In a TV series founded on an optimistic multicultural philosophy—infinite diversity in infinite combinations—you'd expect Indians to be included. And indeed Star Trek has included Native people occasionally. Let's take a look:
The original Star Trek series had an episode titled The Paradise Syndrome (original title, The Paleface). In it, Kirk was stranded with amnesia in a pseudo-Indian village. Because he appeared "magically," the natives assumed he was a god.
On the plus side, the village was peaceful and orderly, far from the "savage" stereotype. The "Indians" were refreshingly human, with the skeptical Salish questioning Kirk's divinity. On the minus side, Kirk came up with solutions like a proverbial Great White Father. He "invented" such things as irrigation and lamps, which real Native people invented on their own.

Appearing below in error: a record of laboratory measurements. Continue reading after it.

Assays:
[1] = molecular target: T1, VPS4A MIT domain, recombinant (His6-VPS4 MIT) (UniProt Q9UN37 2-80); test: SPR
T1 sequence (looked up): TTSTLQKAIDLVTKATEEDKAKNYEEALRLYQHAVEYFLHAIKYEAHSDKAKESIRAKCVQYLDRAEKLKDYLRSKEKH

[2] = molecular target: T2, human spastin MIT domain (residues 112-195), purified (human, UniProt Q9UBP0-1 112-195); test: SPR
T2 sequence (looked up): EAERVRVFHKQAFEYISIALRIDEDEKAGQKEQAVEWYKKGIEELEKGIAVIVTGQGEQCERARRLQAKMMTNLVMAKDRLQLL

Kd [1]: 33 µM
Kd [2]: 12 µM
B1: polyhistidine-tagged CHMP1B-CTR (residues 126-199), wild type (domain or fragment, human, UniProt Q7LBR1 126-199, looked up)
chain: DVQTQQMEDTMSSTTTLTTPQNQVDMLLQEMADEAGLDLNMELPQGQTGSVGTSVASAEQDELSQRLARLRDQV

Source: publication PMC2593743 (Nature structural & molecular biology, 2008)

A special demerit for Spock's comment that the "Indians" looked like a mix of "Navajo, Mohican, and Delaware." They didn't look anything like that and a woodland/desert hybrid seems unlikely. What they really look like is the usual mix of "exotic" Latino, Italian, and Greek actors.
But the connections go far beyond this episode. Some examples:
More Indian-Star Trek connections
Spirituality = luxury in Star Trek
Critique of Journey's End
Journey's End in ST:TNG
Clear inferiority in The Paradise Syndrome
"Wagon Train to the stars"
Hopi in Star Trek
Star Trek's Emmy drama
Mistakes and stereotypes in The Paradise Syndrome
White super-race in The Paradise Syndrome
Noble savages in The Paradise Syndrome
No Star Trek at Nambe
Happy birthday, Captain Kirk
Mr. Spock the half-breed
An Emmy for Miramanee?
Miramanee, Kirk, and the Preservers
Some background on Miramanee
Jules Verne honors Captain Kirk and Indians
Kirk's great love Miramanee
Captain Pike, Indian?
The Last Roundup
More Indians in Star Trek
Star Trek Voyager: Chakotay
TV shows featuring Indians
"This is Russell Bates, principal writer of 'How Sharper Than A Serpent's Tooth,' which was an episode of The Animated STAR TREK."
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